In June we celebrated a year since our joint acquisition with Cambridge University Press of Durham University’s renowned Centre for Evaluation and Monitoring (CEM). Used by education professionals for over 30 years in over 70 countries, CEM is one of the largest and longest established providers of formative assessments for children of all ages, from early years to post 16.
Despite the challenge of COVID-19 restrictions, CEM successfully completed a move from their old Durham offices to a new home in Gateshead. The new Baltic Place offices, located on the banks of the historic River Tyne, encompass a similar open-plan, agile and collaborative work environment to our global headquarters Triangle, and will enable colleagues at CEM to better support customers.
And indeed, CEM has been well placed to support educators during COVID-19, holding a series of webinars as well as individual consultations to help teachers. Most importantly, they actively collaborated with colleagues across Cambridge Assessment and Cambridge University Press on helping teachers and learners with back-to-school plans. For teachers who faced disruption to teaching and learning routines, knowing precisely where all students were starting from as they returned to the classroom was invaluable, and that is where CEM’s baseline assessments have come into play.
While schools around the world closed due to the COVID-19 pandemic, we recognised that it was difficult for students to practise new language skills.
When schools worldwide began closing, Cambridge International was quick to develop resources to support remote teaching and learning, including webinars, podcasts, and online training. The Chinese version of a webinar on remote teaching had over 39,000 live attendees in February, highlighting the demand for knowledge. An online forum was also set up to enable teachers to learn from each other’s experiences as the pandemic spread.
Meanwhile Cambridge Assessment English offered a range of materials and resources for teachers and students to support them during the global pandemic. This included the free and award-winning Teaching English Online course with FutureLearn that is designed to help teachers transfer their existing teaching skills to the online environment.
Cambridge English also brought together a range of resources to help teachers quickly access the materials they need to continue supporting their students and adapt to new ways of teaching. These are available at all levels, starting with young learners and include exam preparation materials, webinars, support packs for teachers and free teaching resources.
While schools around the world closed due to the COVID-19 pandemic, we recognised that it was difficult for students to practise new language skills. Cambridge English therefore teamed up with the game-based learning platform Kahoot! to launch a series of online games to support and engage young learners in developing basic English language skills. We know that language fluency is more challenging to acquire as children grow older, so these games helped parents and teachers avoid delays in children’s learning.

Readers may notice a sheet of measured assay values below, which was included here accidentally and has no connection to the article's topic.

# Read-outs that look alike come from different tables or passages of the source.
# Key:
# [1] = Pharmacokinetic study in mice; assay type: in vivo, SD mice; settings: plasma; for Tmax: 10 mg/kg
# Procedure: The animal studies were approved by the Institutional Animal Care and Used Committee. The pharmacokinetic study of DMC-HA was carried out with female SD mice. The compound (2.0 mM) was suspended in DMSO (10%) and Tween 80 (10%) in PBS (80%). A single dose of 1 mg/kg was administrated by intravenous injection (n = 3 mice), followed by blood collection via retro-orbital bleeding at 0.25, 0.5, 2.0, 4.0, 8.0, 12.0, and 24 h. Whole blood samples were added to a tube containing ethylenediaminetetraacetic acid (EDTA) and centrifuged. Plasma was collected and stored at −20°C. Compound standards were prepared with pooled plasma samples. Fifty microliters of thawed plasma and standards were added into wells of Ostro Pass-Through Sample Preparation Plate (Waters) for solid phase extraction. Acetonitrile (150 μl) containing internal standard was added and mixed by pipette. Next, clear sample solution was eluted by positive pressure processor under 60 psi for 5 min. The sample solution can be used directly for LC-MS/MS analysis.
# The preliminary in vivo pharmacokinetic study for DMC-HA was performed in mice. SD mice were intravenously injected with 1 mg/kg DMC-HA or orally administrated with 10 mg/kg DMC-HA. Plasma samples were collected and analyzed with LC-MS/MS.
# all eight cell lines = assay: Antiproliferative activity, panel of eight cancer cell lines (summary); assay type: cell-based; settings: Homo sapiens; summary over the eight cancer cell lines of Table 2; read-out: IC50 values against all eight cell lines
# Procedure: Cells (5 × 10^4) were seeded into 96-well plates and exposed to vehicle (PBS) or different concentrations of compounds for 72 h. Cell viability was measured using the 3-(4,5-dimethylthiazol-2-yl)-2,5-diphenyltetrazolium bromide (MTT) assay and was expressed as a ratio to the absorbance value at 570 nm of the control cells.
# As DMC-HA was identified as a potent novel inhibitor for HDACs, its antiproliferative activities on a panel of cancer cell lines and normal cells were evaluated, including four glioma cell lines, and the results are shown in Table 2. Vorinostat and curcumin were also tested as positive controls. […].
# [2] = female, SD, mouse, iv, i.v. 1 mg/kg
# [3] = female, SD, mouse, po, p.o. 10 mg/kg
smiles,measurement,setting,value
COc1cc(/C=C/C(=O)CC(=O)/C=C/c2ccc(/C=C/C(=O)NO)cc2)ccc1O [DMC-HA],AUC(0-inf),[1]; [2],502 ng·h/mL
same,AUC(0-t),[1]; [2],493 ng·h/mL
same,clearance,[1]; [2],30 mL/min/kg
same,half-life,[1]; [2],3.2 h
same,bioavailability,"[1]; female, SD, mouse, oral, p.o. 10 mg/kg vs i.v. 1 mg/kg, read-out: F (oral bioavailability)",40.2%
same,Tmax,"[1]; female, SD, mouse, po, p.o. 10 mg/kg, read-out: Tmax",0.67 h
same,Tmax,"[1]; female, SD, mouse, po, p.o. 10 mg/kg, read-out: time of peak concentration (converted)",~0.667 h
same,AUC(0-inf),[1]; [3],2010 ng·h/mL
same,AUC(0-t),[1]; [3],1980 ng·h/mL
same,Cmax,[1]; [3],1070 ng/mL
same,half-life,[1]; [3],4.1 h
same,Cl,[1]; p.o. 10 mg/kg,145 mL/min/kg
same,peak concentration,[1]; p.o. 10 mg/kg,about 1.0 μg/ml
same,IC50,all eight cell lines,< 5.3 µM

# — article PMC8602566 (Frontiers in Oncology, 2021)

We know that language fluency is more challenging to acquire as children grow older, so we launched a series of online games to help parents and teachers avoid delays in children’s learning.
And the concept that you are never too young to start learning English helped inspire a partnership with the team behind Pocoyó, a cartoon character known to children the world over. The videos aimed at children from two to six years old stimulate their curiosity through smart games and simple activities that have been specially designed by Cambridge English to help young children learn.
At the same time, working with Cambridge University Press English Language Teaching (ELT), Cambridge English reached over two million users with free, online content to support teachers and learners to meet the huge challenges posed by the global pandemic.
Despite this being a challenging year, exam centres, preparation centres, teachers and parents all pulled together to keep learning going. This helped to resume exams when restrictions were lifted and when it was safe to do so.
Our UK exam board OCR actively supported a year-long review into malpractice and the UK exams system commissioned by the membership organisation, the Joint Council for Qualifications. The report was published in September 2019 and found that the system is robust and that relatively little malpractice occurs. Nevertheless, it recommended a number of areas for improvement to further minimise incidents of malpractice, which are now being taken forward.
In late July came the news that our training and professional development division, Cambridge Assessment Network, had been awarded accreditation from a leading industry body. The ‘gold standard’ dual accreditation from the CPD Standards Office recognises the Network as a Provider of Training Excellence with an offering of fully CPD-accredited assessment training activities.
Earlier in the year the Assessment Network launched two new online courses following successful pilots: A103: Introducing Data Literacy and A104: Psychometrics in Educational Assessment. A103 is designed to help learners make greater use of assessment data and understanding the basics of managing, reading and interpreting data, while A104 is designed to help learners expand what they know about assessment analysis in order to ensure tests are reliable, valid and fair. Both courses build on the continuing success of the original courses – A101: Introducing the Principles of Assessment and A102: Introducing Assessment Practice and were developed with help from statisticians, psychometricians and data scientists from across Cambridge Assessment.